Taoism in Korea

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Taegeukgi, the flag of South Korea, with a blue and red Taegeuk in the center.

Taoism was introduced to Korea from China during the Three Kingdoms period, and remains as a minor but significant element of Korean thought. Although Taoism did not dominate over Buddhism or Confucianism, it permeated all strata of the Korean populace, integrating with its native animism as well as Buddhist and Confucian institutions, temples, and ceremonies.

Background[edit]

Broadly speaking, Taoism, Confucianism, and Buddhism infused native Totemism and Shamanism from the earliest centuries of the Common Era, but Buddhism dominated official thought during Silla and Goryeo dynasties, replaced by Confucianism during the Joseon Dynasty.

There is very little writing explicitly on Taoism prior to the 20th century, because it never grew into an autonomous religion or philosophy in Korea.[1] Until recently, Taoism in Korea received little attention from scholars, usually only described as a "romantic influence" or "literary theme" within other contexts. [2]

Taoism's effects have been limited because of a lack of an institutional or political base, rejected by Confucian and Buddhist elites. Some modern scholars, however, are calling for a more critical reading of Confucianized histories, study of alternative sources, and a broader definition of Taoism, to find more extensive presence of Korean Taoist ritual practices and positive valuations. [3]

Three Kingdoms period[edit]

Goguryeo[edit]

Taoism first arrived in Korea in 624. Emperor Gaozu, the founder of China's Tang Dynasty, sent a Taoist preacher and literature, Laozi and Zhuangzi, to the Goguryeo kingdom. These were eagerly welcomed by the Goguryeo's king and his minister Yeon Gaesomun. Buddhist temples were eventually transformed to Taoist temples. However, this first enthusiasm lasted for only 30 years. [4] Taoist symbols are found in Goguryeo tomb murals near Kangso, P'yongan-do.

Baekje[edit]

In Baekje, Taoism was mentioned in some treatises in passing, and did not take hold as in the other Korean kingdoms. [5]

Silla[edit]

Silla, having received Lao-tzu's Tao Te Ching in 738 from the Tang emperor, left the most substantial legacy of Taoism. Silla scholars went to China to study Taoism, and Lao-tzu was tested in civil service examinations. Sinseon Sasang, which was relatively widespread in Silla, had its roots in animistic folk beliefs and practices, but it was also influenced by Korean Taoism. [6]

Silla Taoism concentrated on the practice and training of one's mind or self-discipline. Its most distinctive mark can be found in the Hwarang, an elite armed force noted for its disciplined composure, simplicity, relaxation and harmony, every one a component of philosophical Taoism. [7]

Goryeo[edit]

Taoism enjoyed its greatest popularity during the Goryeo Dynasty, especially in the court and the ruling class. Taoist court rituals were introduced into Korea from Song dynasty China, especially under King Yejong (r. 1105-1122). The object of worship in these rituals included most of the major and minor deities of the Taoist pantheon, but certain deities such as Samgye and T'aeil seem to have been the most popular. [8]

By the mid period of the Goryeo Dynasty, Buddhism dominated Korea, subsuming other religions and philosophies, including Taoism. [9]

Joseon[edit]

The state religion under the Joseon Dynasty can be described as Neo-Confucianism, although not popular among the common people. At least at the start of the dynasty, Taoist literature was quite popular among groups of the intelligentsia. These writings on Taoism were predominantly from a Confucian perspective. However, there was a growing opposition from the main Confucian faction against Taoism, and Taoism began to be perceived as "heretical". Subsequently, the presence of Taoism shrank noticeably, and during the 1592 Japanese invasion, Taoism was systematically abolished. [10]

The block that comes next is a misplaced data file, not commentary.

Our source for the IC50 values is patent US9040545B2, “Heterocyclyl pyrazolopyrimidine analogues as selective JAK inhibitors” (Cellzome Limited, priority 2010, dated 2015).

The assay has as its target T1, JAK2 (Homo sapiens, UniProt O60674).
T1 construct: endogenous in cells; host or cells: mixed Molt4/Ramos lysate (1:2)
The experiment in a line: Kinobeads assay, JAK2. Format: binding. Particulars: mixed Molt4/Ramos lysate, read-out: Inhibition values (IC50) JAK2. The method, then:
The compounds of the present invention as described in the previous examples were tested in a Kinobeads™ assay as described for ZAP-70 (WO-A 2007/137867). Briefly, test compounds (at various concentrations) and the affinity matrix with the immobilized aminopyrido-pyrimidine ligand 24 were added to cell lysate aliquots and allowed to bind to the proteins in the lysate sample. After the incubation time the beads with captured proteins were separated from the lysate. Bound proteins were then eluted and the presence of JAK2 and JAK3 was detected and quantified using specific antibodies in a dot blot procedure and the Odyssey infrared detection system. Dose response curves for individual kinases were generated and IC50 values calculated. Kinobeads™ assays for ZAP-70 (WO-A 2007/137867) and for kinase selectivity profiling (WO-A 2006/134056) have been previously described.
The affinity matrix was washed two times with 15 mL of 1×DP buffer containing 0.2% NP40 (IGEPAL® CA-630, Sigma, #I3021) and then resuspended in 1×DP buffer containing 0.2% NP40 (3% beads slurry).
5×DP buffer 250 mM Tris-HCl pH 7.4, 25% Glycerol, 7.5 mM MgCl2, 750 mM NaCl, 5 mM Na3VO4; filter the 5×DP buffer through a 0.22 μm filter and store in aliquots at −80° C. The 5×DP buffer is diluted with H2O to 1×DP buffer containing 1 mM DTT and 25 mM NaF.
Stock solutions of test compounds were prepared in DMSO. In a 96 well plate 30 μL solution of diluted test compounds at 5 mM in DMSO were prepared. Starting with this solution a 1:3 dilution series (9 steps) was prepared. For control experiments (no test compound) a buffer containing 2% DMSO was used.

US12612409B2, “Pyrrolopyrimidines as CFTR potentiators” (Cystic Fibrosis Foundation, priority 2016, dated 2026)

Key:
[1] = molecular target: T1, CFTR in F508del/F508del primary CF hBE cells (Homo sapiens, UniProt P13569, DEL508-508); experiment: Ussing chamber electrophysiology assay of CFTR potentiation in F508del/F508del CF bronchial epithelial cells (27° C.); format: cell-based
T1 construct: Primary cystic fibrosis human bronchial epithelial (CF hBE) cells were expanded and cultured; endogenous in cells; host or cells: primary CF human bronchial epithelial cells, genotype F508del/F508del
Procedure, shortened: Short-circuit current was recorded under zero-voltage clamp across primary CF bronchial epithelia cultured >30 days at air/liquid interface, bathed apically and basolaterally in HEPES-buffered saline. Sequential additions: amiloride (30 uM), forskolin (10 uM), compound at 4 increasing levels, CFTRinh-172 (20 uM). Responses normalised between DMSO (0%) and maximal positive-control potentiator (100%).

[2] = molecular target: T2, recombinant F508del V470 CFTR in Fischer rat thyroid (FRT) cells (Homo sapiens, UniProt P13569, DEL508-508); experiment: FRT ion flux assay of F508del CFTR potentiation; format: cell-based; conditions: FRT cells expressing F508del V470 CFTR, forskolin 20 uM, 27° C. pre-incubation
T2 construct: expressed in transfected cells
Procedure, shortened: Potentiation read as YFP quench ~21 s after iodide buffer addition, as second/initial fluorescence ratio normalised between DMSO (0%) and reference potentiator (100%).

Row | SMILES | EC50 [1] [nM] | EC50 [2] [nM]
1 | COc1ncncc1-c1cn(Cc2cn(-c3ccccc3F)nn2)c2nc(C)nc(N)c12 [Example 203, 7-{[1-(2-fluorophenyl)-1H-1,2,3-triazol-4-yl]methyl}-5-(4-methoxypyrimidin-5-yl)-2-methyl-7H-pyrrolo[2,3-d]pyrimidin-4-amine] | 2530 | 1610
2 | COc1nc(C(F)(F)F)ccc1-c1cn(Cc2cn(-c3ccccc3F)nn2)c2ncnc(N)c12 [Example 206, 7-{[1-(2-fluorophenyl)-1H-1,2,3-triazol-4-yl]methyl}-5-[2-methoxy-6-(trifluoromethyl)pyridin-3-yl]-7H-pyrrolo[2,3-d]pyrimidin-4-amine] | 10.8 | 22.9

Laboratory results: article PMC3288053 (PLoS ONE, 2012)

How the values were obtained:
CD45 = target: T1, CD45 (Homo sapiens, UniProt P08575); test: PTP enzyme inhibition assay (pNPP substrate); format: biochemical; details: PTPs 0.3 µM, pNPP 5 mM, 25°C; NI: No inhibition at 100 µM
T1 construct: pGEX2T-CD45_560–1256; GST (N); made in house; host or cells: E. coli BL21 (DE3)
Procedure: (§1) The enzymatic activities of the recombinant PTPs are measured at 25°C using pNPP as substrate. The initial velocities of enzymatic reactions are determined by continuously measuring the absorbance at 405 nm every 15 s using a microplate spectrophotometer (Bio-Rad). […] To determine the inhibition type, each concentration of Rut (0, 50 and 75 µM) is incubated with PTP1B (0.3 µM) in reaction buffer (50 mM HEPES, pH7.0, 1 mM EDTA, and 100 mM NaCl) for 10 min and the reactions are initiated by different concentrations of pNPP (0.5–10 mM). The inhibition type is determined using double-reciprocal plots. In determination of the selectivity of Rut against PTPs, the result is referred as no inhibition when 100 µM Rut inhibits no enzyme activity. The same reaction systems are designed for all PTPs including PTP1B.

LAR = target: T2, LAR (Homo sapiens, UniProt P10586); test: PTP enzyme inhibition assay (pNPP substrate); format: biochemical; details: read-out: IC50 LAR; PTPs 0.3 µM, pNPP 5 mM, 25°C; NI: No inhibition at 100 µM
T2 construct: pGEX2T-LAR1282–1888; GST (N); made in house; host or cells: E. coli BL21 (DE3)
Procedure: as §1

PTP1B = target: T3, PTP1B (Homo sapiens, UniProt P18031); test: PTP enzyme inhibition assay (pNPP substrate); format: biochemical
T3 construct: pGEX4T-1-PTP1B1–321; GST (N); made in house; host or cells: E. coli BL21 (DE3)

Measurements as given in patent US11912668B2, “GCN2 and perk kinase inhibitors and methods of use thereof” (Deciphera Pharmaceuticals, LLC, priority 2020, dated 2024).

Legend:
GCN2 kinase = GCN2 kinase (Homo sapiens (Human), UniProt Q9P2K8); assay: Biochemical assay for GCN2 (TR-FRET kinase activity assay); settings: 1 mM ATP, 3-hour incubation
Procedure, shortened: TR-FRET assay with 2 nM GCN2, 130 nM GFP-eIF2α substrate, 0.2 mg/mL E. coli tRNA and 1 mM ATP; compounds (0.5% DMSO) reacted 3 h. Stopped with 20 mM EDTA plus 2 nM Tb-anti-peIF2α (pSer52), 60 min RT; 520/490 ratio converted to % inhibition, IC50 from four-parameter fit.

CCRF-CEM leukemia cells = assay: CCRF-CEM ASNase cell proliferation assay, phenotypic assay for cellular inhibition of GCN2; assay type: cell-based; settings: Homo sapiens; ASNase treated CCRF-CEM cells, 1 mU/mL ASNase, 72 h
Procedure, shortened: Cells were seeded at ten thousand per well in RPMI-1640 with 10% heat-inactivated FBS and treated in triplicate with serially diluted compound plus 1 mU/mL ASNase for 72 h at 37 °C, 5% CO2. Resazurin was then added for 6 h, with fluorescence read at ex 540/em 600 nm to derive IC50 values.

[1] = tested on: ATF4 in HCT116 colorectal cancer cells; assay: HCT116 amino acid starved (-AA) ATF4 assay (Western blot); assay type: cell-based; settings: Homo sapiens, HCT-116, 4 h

In the 16th to 18th centuries, Taoist flourished, as literati, monks, private scholars (sarim), and even women, studied and practiced Taoist meditation and inner alchemy (naedan/Danhak) and produced hagiographic and anecdotal accounts of their Taoist contemporaries and forebears. The most important of these accounts known to date are four anecdotal biographies of immortals (Sason chon) in the collected writings of Heo Gyun (1569-1618), the Ch'onghakjip (Collected Discourses of Master Blue Crane) by Cho Yojok (early 17th century). [11]

While these were written to encourage Koreans to practice inner alchemy for the sake of immortality (i.e., deliverance from the corpse), they also re-envision and broaden the meaning of Korean religious history by reiterating nativist and folk traditions about the role of Korean mountain recluses and earthbound immortals in the maintenance and protection of Korean society. [12]

Modern presence[edit]

Since the late Joseon Dynasty, Taoism has been marginalized not only by the Korean Royal Court, Confucians, and Buddhists but also by society as a whole. Due to such a history, only a handful of Taoists exist throughout Korea today. [13]

Taoism has been absorbed into the traditional Korean vision of the world, a world view in which shamanistic, Confucian, Buddhist, and Taoist elements are so intimately intertwined that often only a scholar can distinguish which is which. [14]

Evidence of Taoist revival can be seen in Tanjeon Hoheup, Tonghak and Kouk Sun Do. Even if the term "Taoism" is not used, the terms, techniques, and goals are clearly Taoist.[15] The Taoist mark of Chinese characters su (longevity) and bok (bliss) decorate many everyday articles, from spoons to pillow cases, even today. Many place names, especially related to mountains, bear strong Taoist influence.

The Taoist symbol Taegeuk is featured in the flag of South Korea.

Noted scholars[edit]

See also[edit]

External links[edit]